Remember the RH loan has household income limits you can access here, and is only available in some areas.  To find eligible areas, click here.  My primary area of business is Okaloosa County, Florida.  The income limit in Okaloosa county is $102,500/year for a household of 5-8 and $77,650 for a household with 4 or less people.  If your household earns more money than the household limit (kids included), you can’t get a Rural Housing loan.

The Rural Housing loan is an excellent program if you and your property are eligible!

How can I help you or your friends?

Aren’t you glad you earned V.A. eligibility?

For those of you with V.A. eligibility, let me say thank you.  There is no way to get V.A. eligibility without serving our country, and for that I am grateful to you!  If you have that eligibility you are fortunate indeed.  I came across a situation the other day that highlighted the benefit of a V.A. loan that I think everyone should hear.

“Gerald” called the other day.  He makes a lot of money, near $12,000 a month with his military retirement income, and his current defense contractor income.  However, his credit score isn’t very good.  In fact, it’s about 635, well below the national average. 

If Gerald wanted to buy a home using “conventional” financing he would have to put at least 20% down because no mortgage insurance company would approve him for mortgage insurance with his credit score.  And in addition because of the Loan Level Price Adjustments associated with conventional financing his interest rate would be nearly 5.625% for a 30 year fixed rate.  Ah, but Gerald has V.A. eligibility!!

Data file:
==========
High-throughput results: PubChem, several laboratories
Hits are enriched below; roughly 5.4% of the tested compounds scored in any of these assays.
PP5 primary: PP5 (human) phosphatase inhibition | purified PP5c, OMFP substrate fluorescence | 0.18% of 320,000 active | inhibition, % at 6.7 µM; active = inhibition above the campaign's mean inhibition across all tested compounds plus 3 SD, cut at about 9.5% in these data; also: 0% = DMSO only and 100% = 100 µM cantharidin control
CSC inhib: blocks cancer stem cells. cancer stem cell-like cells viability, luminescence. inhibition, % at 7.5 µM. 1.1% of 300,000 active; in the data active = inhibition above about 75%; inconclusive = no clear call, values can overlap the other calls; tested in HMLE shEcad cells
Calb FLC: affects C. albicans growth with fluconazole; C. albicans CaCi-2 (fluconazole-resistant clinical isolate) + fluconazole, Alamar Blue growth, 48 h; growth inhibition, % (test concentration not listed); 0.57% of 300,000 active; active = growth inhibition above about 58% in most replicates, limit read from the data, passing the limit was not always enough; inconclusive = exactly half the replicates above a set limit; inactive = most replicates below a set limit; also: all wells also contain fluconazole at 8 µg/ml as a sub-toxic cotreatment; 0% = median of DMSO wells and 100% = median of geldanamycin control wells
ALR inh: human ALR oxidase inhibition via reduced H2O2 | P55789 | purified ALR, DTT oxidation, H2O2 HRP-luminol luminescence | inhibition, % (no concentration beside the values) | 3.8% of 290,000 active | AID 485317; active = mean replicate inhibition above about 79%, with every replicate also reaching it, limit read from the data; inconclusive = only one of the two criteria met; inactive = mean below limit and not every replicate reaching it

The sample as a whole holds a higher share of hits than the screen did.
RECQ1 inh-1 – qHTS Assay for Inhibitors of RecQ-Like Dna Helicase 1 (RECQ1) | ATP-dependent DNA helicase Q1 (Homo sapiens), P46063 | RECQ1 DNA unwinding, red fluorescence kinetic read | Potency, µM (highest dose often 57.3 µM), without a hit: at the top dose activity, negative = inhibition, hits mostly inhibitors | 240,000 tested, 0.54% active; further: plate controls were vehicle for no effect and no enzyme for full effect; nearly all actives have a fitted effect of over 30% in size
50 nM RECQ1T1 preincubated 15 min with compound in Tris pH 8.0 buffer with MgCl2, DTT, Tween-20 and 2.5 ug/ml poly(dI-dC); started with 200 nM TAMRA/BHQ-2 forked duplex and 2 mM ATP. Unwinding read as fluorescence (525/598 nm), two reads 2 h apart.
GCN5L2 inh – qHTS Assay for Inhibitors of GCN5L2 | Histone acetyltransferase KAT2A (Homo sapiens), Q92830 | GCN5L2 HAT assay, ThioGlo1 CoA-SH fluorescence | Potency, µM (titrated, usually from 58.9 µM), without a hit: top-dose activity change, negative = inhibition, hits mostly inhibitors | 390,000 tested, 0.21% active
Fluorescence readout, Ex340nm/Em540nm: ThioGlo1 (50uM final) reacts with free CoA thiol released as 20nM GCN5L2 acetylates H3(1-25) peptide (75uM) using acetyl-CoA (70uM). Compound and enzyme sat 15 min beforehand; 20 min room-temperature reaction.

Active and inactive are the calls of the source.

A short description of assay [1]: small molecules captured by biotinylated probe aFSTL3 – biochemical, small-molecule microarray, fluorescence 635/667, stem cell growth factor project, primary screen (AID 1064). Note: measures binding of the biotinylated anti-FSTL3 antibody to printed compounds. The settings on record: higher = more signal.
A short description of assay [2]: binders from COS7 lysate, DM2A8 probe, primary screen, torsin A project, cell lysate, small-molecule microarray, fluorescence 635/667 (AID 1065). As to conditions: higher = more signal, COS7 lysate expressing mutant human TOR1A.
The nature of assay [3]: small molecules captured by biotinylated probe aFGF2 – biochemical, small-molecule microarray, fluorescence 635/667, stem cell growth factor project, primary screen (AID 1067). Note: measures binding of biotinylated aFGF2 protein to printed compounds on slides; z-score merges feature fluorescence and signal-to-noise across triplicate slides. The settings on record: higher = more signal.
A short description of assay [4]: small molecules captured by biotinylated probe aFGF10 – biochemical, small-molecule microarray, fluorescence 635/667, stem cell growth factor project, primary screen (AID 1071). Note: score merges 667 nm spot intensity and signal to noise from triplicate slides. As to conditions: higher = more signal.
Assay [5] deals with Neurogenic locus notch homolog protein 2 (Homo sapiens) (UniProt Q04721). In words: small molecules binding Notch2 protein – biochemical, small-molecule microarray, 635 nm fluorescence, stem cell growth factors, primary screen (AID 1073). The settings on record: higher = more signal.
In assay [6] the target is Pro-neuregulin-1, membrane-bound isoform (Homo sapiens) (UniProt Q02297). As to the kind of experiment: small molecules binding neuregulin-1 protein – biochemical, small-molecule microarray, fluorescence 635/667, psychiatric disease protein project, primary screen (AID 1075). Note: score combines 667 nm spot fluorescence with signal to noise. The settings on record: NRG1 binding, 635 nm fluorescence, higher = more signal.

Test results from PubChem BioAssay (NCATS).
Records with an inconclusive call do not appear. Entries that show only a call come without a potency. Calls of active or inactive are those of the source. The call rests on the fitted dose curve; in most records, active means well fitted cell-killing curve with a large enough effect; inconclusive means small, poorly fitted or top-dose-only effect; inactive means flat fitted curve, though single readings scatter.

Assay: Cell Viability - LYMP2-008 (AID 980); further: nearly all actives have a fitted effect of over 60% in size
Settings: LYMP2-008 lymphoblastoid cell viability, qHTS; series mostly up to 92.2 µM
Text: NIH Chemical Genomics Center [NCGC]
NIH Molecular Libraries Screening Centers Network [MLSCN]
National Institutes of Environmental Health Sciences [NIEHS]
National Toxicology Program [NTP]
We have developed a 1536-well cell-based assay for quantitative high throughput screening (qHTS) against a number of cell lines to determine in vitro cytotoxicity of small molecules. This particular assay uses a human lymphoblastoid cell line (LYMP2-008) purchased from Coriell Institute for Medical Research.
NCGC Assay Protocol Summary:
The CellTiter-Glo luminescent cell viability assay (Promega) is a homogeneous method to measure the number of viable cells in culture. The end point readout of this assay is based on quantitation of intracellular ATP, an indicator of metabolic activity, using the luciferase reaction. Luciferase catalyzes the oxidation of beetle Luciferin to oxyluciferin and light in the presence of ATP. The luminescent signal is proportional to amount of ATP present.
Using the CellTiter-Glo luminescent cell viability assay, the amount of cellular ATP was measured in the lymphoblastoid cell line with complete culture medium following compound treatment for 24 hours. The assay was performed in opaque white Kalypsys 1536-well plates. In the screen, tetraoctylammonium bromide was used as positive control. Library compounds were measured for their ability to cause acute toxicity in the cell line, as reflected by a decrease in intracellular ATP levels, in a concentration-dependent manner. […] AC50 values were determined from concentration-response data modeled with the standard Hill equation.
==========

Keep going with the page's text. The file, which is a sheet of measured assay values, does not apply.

Gerald can buy the same house with absolutely no down payment, and no mortgage insurance.  Even his V.A. “Funding Fee” is waived because he has a slight service connected disability.   And his interest rate is only about 5.125% on a V.A. loan!

So let’s review his situation:   $400,000 purchase price.
Conventional: $80,000 down payment, 5.625%  and a principal and interest payment of $1,842  -or-
V.A.: $0 down,  5.125% and a principal and interest payment of $2,177. That’s just over $200 more per month to finance $80,000 more!  Gerald, aren’t you glad you earned your V.A. eligibility?

For more on V.A. underwriting and my ideas to fix lending see my post entitled: “Mortgage Solutions using V.A. lending as our guide” by clicking here.

Mortgage Solutions using V.A. lending as our guide

V.A. Loans, those guaranteed by the Veterans Administration, work.  That’s the short of it. See the graph of seriously delinquent mortgages by loan type:

Note the blue line for VA loans.  See how those have been the best performing loans in the industry at least since 2005 through the 3rd quarter of 2010?  Guess what?  V.A. loans do not require any down payment whatsoever!  In fact, V.A. loans are a lot like the sub-prime loans of 2004-2007!

You see, V.A. loans do not require a down payment.  V.A. loans do not have a minimum credit score in order to be financed.  V.A. borrowers can have a bankruptcy discharged within the past 2 years.  In fact, sellers can even pay down a veterans debt in order to help the veteran qualify.  These are very flexible loans.   Perhaps the move to require larger down payments and higher credit scores isn’t the answer.  Maybe improving our loan performance has more to do with underwriting practices.  You see, a VA underwrite is different from the others.  Let me explain how I would fix the nation’s lending problems by detailing some of how a VA loan is underwritten.